After writing my last post about not carrying my camera around enough, I fought my I-live-here-inertia and grabbed it one morning to take pictures of my latest daily breakfast obsession, Lucky’s.
But the same thing that always happens, happened: I’m too self-conscious to start snapping away at mundane things in crowded restaurants, so the camera stayed in my bag.
On my bike ride home, though, I got stopped by a policeman…directing traffic for a parade. Wednesday was a big holiday here, known as Loy Kratong (see my post from last year). I couldn’t tell whether this was a parade celebrating the festival or not, but I can tell you that I had nothing to do for 20 minutes as these children went by, so out came the lens:
|future ASEAN delegates|
I don’t think seeing very dressed-up but mildly confused kids will ever get old to me:
Maybe the only thing funnier than little kids dressed up in fancy dresses is big kids dressed up in clothing they clearly aren’t enjoying being in:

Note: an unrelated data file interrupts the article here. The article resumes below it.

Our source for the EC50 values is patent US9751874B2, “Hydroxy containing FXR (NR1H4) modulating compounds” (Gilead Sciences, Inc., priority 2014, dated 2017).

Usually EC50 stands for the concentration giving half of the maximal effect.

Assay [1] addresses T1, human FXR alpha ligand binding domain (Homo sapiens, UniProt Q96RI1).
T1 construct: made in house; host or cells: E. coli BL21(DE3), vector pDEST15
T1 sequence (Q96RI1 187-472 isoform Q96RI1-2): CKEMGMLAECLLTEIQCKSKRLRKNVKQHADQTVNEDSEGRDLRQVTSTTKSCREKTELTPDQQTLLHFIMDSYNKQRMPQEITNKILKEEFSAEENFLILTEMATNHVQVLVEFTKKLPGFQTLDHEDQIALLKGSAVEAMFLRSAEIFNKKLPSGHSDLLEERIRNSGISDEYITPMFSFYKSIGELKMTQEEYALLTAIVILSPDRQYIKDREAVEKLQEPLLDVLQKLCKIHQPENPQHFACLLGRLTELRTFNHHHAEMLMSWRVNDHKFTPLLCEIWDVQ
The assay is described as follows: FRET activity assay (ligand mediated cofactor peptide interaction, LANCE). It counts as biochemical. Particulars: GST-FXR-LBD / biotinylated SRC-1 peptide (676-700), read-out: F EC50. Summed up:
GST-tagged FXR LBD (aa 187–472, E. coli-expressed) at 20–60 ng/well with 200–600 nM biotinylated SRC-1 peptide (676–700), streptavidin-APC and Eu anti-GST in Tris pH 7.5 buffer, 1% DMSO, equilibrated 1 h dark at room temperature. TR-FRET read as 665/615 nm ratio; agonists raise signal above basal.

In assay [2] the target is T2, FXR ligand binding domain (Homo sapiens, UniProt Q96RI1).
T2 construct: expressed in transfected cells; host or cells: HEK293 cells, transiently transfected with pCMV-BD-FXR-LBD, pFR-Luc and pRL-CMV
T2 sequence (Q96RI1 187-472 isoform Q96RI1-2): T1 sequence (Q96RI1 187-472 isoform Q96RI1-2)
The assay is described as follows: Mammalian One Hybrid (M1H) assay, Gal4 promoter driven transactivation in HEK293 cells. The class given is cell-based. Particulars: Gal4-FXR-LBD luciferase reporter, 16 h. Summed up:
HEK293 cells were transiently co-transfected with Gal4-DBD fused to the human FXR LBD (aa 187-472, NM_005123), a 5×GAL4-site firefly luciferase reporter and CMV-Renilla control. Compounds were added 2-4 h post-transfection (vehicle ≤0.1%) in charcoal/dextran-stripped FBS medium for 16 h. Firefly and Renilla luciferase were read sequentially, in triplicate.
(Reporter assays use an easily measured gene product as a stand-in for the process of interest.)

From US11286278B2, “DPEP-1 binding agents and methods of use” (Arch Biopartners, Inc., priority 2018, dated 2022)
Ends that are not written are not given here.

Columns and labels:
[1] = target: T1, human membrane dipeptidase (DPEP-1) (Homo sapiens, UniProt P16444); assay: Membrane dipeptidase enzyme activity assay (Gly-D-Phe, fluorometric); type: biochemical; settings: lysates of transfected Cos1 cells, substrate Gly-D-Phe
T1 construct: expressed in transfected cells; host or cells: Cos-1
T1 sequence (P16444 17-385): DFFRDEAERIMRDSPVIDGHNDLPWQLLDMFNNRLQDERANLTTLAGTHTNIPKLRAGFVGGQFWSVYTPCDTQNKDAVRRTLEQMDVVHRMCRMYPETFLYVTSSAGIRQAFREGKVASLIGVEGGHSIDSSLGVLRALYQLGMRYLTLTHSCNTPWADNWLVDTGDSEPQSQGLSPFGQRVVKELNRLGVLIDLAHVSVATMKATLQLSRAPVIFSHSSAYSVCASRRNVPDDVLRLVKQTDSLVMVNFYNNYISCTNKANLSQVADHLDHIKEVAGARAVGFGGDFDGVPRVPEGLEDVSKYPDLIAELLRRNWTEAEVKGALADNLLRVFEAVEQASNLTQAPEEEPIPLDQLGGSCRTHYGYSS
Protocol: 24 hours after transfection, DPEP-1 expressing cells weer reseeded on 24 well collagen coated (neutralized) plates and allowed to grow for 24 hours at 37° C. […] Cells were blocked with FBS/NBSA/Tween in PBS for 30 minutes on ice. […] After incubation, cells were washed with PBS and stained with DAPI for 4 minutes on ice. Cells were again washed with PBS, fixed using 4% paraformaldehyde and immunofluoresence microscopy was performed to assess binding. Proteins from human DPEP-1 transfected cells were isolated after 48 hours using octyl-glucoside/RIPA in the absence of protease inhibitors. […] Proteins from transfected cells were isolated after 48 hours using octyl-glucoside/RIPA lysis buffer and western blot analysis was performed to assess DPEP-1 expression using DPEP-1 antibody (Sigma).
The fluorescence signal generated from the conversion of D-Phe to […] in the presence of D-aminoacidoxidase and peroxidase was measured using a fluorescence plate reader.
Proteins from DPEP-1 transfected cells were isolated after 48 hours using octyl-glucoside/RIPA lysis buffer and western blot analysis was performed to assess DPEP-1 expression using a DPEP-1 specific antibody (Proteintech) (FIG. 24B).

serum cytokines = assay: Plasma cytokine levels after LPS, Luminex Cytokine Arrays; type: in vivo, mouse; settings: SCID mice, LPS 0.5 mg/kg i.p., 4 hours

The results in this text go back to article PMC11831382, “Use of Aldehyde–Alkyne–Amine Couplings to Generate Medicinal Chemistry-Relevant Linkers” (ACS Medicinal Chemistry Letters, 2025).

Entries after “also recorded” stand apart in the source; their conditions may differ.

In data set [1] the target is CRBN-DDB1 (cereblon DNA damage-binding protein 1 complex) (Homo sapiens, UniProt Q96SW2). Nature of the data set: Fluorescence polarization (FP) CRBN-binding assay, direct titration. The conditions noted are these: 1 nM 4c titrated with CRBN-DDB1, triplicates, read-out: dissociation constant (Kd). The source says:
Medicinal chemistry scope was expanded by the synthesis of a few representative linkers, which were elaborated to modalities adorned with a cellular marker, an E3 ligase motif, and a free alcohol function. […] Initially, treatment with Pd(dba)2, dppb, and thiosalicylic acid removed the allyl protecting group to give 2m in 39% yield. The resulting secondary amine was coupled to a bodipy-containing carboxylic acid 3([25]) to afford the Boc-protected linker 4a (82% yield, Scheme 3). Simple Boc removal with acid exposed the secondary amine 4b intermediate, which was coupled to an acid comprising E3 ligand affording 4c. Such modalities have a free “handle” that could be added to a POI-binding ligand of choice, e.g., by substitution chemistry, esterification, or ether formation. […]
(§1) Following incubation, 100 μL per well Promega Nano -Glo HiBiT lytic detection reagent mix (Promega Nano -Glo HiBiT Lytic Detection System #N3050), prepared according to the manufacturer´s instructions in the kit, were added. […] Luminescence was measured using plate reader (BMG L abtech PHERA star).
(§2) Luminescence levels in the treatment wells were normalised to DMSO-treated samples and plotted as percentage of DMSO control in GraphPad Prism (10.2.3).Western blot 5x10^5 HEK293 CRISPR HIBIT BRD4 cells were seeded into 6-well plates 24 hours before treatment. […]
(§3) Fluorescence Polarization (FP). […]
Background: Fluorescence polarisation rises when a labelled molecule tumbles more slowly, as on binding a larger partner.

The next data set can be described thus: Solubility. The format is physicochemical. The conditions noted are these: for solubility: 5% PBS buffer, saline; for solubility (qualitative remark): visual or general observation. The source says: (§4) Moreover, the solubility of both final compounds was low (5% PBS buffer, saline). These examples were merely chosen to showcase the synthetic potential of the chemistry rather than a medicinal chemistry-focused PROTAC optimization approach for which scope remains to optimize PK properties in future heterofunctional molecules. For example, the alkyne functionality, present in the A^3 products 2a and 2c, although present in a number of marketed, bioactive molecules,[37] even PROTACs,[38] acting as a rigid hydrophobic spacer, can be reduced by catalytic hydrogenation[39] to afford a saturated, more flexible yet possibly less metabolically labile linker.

|the remaining elements of my story: impatient motorist, policeman, male thai peacock|
I think I only counted one smile out of the entire group of teens parading by – showmanship clearly isn’t a priority here.
Unfortunately, the policeman blowing his whistle at me and every other motorbike when we got a little restless didn’t warm my heart as much as the costumes did. In Thai, there’s a concept called “jai-yen-yen” – literally, cool heart. Usually Thai people are pretty good at it, but apparently it doesn’t apply to rules of the road. (Every single day, I get honked at by impatient vehicles while riding my bike. Yeesh).
As soon as that policeman was turned around and one person dared to sneak their motorbike through the street, everyone else broke loose. I feel a little sorry for the kids at the end of the parade, who probably didn’t understand why no one was watching them, only speeding by.
I, too, hopped off my bike and walked it through the parade, weaving through the throng of parents slowly moving backwards, holding their ipads at awkward angles to take pictures.
As it turns out, Wednesday’s parade was only a precursor to two other parades: the one I almost got caught in the next day (but I weaseled out of it! ha!) and the World AIDS Day Parade on Saturday, which I willingly participated in. That’s for the next post, though, stay tuned.